The Story Behind The Song
New Jersey, October 1974. The driver wound down the window of his slowing truck. "Hey, blondie!" he shouted, smiling and gesturing suggestively at the petite blonde on the sidewalk. She returned the smile and a gesture of her own before the truck accelerated away. The former go-go dancer and Playboy Bunny was accustomed to the catcalling and the unimaginative nickname derived from her peroxide hair, yet it would prove to be instrumental to her future.
The petite blonde was Deborah Harry. She had recently left The Stilettos and with her boyfriend, guitarist Chris Stein, formed a new group, The Angel and The Snake. After recruiting new members, the name was changed, and Stein suggested Blondie after the catcall. And so one of the most successful artists of the late 1970s came to be.
Their eponymous debut album was released by Private stock in December 1976, but failed to provide a breakthrough. The group bought out their record contract and signed for the Chrysalis Records, which re-released it in October 1977. Five months later, Blondie's second album, Plastic Letters, hit the smoke-filled record stores. Its first single, a perky cover of Randy and the Rainbows' doo-wop US hit Denise (re-titled as Denis), soared to No. 2 in the UK Chart. A line-up change saw Frank Infante replace bassist Gary Valentine, but only after he had bequeathed a warm and intelligent song which was released as the second and final single from the album in the early summer of 1978.
(I'm Always Touched By Your) Presence Dear was written for Valentine's girlfriend at the time and the seemingly telepathic connection he had with her. He explained that during a tour "we discovered we were having the same kind of dreams or found we were thinking of each other at the same time. Although we were thousands of miles apart, we were still in touch. Thinking of this one afternoon, it all came together in a song." The essence of the song is captured by a charming couplet in the second verse: "When we play at cards you use an extra sense (spoken: it's really not cheating). You can read my hand, I've got no defense." The lyrics use vocabulary not commonly found in pop songs, such as "kismet", "theosophy" and "stratosphere".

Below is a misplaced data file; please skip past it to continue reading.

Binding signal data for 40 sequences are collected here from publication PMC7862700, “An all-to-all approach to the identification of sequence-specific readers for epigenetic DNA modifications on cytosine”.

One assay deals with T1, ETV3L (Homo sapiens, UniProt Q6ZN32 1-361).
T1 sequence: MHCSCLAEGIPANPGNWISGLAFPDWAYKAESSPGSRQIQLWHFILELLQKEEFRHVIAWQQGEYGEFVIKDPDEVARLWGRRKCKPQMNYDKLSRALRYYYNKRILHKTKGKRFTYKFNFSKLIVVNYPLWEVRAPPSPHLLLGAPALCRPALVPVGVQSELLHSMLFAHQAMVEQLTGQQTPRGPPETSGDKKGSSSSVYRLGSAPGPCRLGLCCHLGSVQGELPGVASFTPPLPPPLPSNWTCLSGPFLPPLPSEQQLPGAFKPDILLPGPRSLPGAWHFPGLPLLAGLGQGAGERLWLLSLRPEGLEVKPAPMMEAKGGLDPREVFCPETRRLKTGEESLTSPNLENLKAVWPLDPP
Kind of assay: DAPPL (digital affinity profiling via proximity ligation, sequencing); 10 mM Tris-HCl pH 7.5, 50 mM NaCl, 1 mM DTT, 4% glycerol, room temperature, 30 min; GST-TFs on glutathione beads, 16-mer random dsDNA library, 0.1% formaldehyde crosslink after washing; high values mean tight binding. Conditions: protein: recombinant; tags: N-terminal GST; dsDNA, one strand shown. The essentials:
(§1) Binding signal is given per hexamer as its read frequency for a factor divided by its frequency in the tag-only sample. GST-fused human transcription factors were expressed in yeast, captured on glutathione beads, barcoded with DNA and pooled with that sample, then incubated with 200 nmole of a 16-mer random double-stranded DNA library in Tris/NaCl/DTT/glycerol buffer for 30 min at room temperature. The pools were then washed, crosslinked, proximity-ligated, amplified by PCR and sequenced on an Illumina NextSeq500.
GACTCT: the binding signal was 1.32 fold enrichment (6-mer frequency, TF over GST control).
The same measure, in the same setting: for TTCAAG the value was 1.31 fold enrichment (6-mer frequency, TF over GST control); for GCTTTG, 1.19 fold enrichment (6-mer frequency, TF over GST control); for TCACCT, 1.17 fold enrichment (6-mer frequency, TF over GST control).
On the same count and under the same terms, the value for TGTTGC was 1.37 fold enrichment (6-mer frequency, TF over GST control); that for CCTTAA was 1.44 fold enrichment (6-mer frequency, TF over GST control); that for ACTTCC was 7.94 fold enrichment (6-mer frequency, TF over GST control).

Although it does not have the energy of Hanging On The Telephone nor the passion of Picture This, the two other Blondie singles that have made The Wall for this year, (I'm Always Touched By Your) Presence Dear is a captivating an enchanting song that remains under appreciated by many Blondie fans.
We hereby instate (I'm Always Touched By Your) Presence Dear by Blondie as No. 19 Best Single of 1978.
A song I remember from the cool summer (meteorologically) of 1978. This was the Blondie track that caught my attention – I did not think much of Denis – and by the end of the year they were my favourite group.Ant B